And so we try to get back into our rhythm. The only changes now are that GH will be working some evenings, including tonight, which means I'll get to prepare dinner after work as I used to. It's going to be a rough one tonight. Not that GH will be doing this often- apparently he told the woman who does the schedule that he only wants to work part time for now. I almost had a freakin aneurysm when he told me. But that's an entire post onto its self.......

Monday, July 14, 2008


GH officially started his new job this past week. It's taken a big weight off my shoulders, making it a little easier to breath. Go job go!

My mother also came down this weekend and nabbed the kids for the week. They're now off in Vermont, frolicking with their cousins, while GH and greedily watch adult TV in the living room, and eat sumptuous, exotic foods that the kids would absolutely wretch over.

The past few days have been joyful and relaxing in a way they haven't been in a long time. The tension lifted, and GH and I have had some time to reconnect and be kind to each other, rather than snapping and panicking over our various anxieties. We enjoyed a 2 1/2 hour dinner, where we just talked, and took the ferry out to explore the Casco Bay islands that we've never seen. It's been lovely, and I think when the kids return, they'll come home to two, much happier, parents.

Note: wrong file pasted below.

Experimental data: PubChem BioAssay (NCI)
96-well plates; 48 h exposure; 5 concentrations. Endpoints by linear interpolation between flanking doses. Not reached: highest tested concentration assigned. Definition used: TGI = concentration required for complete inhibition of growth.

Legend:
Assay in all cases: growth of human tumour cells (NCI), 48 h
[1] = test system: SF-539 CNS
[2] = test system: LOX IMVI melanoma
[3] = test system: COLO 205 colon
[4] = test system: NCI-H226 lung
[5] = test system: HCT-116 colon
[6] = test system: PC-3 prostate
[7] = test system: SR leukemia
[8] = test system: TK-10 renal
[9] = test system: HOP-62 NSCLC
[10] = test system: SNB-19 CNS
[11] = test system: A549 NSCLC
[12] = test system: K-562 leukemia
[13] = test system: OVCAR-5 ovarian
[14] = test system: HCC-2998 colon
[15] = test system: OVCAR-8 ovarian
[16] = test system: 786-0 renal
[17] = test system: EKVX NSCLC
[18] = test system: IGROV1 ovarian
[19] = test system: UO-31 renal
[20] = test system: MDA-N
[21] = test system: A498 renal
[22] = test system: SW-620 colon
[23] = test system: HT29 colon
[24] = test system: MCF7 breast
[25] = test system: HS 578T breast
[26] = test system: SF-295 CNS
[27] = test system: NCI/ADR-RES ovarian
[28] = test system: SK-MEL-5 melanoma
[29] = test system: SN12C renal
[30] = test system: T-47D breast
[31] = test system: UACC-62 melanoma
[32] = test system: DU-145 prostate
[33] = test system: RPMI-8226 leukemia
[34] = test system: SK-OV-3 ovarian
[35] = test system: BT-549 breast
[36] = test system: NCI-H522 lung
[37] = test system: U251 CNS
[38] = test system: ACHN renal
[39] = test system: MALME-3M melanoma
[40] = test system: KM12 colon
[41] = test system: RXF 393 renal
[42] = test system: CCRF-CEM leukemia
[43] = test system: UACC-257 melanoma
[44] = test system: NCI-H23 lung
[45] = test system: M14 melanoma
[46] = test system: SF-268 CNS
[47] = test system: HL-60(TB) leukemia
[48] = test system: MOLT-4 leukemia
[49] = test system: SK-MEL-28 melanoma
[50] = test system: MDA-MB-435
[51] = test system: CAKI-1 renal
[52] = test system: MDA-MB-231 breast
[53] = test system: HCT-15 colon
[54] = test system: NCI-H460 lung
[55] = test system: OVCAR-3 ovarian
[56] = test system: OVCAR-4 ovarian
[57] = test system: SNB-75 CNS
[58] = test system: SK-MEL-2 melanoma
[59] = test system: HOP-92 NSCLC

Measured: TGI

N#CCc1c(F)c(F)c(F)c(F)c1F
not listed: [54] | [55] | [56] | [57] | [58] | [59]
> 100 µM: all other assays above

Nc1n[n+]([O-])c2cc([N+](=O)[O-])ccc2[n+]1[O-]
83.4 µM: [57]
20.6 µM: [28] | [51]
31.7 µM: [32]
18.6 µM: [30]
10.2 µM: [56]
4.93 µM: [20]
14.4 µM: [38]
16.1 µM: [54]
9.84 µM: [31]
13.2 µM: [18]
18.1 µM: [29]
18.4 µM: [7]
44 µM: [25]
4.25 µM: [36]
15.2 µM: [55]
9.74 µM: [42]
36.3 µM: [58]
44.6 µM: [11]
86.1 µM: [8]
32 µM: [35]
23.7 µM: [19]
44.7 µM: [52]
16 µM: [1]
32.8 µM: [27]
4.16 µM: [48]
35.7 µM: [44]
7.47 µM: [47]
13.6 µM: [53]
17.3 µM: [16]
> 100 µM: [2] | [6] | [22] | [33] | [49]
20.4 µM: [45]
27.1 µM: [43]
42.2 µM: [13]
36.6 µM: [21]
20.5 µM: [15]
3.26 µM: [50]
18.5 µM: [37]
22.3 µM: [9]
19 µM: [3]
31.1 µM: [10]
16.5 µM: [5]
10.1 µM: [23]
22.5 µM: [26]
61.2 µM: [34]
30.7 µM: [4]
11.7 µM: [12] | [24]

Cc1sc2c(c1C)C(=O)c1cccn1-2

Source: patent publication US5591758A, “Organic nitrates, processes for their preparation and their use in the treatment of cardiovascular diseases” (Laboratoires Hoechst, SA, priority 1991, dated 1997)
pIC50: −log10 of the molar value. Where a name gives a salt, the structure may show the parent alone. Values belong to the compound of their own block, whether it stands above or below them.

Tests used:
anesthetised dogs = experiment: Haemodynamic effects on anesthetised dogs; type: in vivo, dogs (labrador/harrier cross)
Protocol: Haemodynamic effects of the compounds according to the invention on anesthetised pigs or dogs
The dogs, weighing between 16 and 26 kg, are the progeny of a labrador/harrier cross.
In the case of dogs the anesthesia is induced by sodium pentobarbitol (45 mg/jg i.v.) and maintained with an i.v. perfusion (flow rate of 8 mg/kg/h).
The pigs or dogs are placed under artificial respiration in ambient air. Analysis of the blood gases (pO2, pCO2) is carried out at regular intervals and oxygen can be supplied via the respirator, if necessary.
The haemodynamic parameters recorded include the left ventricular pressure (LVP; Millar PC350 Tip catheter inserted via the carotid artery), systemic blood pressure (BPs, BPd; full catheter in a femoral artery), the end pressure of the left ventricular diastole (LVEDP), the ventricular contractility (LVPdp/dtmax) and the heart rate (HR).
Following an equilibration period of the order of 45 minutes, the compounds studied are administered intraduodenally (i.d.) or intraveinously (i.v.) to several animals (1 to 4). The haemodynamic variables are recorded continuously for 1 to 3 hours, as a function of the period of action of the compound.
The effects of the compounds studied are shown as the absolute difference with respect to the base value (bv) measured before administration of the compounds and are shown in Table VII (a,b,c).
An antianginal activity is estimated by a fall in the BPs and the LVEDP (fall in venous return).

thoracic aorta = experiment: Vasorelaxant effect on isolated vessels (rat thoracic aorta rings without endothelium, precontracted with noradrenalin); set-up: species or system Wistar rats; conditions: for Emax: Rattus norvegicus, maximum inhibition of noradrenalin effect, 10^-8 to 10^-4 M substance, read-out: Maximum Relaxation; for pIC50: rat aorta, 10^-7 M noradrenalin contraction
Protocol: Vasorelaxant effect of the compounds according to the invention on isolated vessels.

Monday, July 07, 2008

World's Busiest Weekend- Now With More Photos!

The Fourth of July was spectacular this year. Considering we had to out run a fireworks killing downpour last year, we deserved a good one. We picnicked with our neighbors on a hill overlooking the ocean with the rest of the city of Portland Maine.

The kids enjoyed sparklers and cheap glow sticks pre-show:

And I enjoyed the wonderful world of fried dough goodness :)Yummmm....

Saturday was spent shopping and putting together K's 6th birthday party. It was a fairy themed party, and I came up with several craft activities for the kids to do, including wing making, wand making, crown making, cookie decorating, and a pinata.

My personal masterpiece of the party was a special fairy cake. It featured a chocolate centerpiece cake covered in purple fondant, and then 10 dancing fairies made of fondant over a strawberry cupcake base (K's choice).